NASA spacecraft collision with asteroid expelled more than 1,000 tons of dust, study finds

The collision of NASA’s Dart spacecraft with the moonlet asteroid Dimorphos is estimated to have moved more than 1,000 tons of rock into space,

The ‘ejecta’ of space rock expelled by the collision was enough to fill six or seven train cars and also altered Dimorphos’ orbit by about 33 minutes, new research presented at the fall meeting of the American Geophysical Union in Chicago.

NASA scientists estimated the momentum transfer from the Dart collision at around 22,530 km/h. Newly available data showed that Dart’s momentum transferred to Dimorphos when it slammed into the asteroid.

The US space agency made history in September when it launched a spacecraft onto an asteroid, making it the first time humans have altered the trajectory of a celestial body.

Dart, or Double Asteroid Redirection Test, was launched in November 2021 and spent months traveling to target Dimorphos – a companion asteroid to the larger Didymos – which was traveling through space at a distance of around 6.8 million miles. miles from Earth.

The space agency hoped to find out if a spacecraft like Dart could deflect asteroids threatening Earth in the future and offer a chance against life-threatening impacts of the type that once wiped out dinosaurs.

Research evaluated ejecta to better understand how slamming spacecraft into potentially deadly asteroids could work as a planetary defense technique.

The scientists used new data on the composition of Dimorphos and the characteristics of the ejecta, obtained from telescope observations and images from Dart’s Light Italian CubeSat for Imaging of Asteroids (LICIACube), provided by the Italian Space Agency (ASI).

Based on the data, scientists were able to tell how far Dart’s initial hit moved the asteroid and how much was from recoil.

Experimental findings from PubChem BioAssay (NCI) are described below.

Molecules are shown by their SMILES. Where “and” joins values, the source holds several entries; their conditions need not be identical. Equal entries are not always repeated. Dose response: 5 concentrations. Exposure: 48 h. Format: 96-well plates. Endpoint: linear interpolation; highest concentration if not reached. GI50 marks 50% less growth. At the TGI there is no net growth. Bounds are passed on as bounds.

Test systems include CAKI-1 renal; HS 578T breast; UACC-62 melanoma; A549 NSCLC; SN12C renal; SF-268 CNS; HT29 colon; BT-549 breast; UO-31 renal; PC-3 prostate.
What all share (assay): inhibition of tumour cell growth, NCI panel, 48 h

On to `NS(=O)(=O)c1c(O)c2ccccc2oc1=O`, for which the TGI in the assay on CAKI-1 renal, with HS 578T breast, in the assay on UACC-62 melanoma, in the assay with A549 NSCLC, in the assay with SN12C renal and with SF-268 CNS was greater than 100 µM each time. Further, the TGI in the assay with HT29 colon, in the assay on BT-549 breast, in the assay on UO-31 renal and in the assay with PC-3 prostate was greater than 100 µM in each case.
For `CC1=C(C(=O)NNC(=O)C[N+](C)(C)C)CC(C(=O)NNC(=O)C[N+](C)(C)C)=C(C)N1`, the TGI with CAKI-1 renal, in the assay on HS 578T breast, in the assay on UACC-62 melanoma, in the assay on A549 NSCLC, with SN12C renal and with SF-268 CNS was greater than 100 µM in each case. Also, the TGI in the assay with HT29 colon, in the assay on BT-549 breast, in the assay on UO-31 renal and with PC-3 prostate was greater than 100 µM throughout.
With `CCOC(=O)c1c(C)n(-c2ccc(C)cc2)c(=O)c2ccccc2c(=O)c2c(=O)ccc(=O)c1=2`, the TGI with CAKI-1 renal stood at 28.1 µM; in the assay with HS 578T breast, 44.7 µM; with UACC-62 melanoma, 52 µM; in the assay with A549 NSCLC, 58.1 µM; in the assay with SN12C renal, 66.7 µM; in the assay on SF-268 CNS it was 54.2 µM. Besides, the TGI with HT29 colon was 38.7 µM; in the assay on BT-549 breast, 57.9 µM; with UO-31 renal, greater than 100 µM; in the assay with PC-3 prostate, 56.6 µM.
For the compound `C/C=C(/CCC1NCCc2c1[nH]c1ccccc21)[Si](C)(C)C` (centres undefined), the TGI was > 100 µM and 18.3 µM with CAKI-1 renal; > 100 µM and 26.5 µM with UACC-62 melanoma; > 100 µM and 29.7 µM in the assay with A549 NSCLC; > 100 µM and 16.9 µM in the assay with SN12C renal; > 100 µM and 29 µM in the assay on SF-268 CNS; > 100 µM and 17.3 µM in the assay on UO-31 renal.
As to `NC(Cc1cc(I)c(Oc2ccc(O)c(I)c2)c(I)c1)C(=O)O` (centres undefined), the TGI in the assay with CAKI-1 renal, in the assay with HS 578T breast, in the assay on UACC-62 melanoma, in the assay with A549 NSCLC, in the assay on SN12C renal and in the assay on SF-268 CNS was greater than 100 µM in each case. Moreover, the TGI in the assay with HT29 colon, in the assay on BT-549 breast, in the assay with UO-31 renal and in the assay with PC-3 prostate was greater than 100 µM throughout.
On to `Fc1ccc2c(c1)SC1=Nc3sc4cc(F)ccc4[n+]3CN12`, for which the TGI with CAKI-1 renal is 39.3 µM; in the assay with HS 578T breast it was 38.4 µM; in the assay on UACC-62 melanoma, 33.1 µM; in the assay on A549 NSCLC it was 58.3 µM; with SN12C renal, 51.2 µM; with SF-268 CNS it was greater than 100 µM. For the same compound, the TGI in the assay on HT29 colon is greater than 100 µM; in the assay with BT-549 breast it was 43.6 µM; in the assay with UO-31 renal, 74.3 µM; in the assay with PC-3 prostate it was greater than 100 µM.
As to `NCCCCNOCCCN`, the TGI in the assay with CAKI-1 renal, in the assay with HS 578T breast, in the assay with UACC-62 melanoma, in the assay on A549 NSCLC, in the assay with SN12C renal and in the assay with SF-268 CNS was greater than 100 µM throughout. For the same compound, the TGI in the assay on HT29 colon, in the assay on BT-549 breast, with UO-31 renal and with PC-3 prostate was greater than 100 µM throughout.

“We know that the initial experiment worked. We can now begin to apply this knowledge. Studying the ejecta produced during kinetic impact – all derived from Dimorphos – is a key way to gain new insights into the nature of its surface,” said Andy Rivkin, co-leader of the team at Dart investigation at the Johns Hopkins Applied Physics Lab (APL).

The research also revealed that Dimorphos and Didymos have similar makeup and are made of the same material.

The scientists said that predicting momentum transfer would be essential for planning a future kinetic impact mission, including estimating the size of the impacting spacecraft.

It would also help determine the time needed to ensure a small deviation would move a potentially dangerous asteroid off course in the future, NASA said.

In the new analysis, the space agency found that the momentum transfer on Dart was about 3.6 times greater than if the asteroid had simply absorbed the spacecraft and produced no ejecta, indicating that the ejecta helped move the asteroid more than the spacecraft.

“Momentum transfer is one of the most important things we can measure, because it’s information we would need to develop an impactor mission to deflect a threatening asteroid,” said Andy Cheng, chief of Johns Hopkins APL’s Dart Investigation Team.

“Understanding how a spacecraft impact will change an asteroid’s momentum is critical to designing a mitigation strategy for a planetary defense scenario,” he added.

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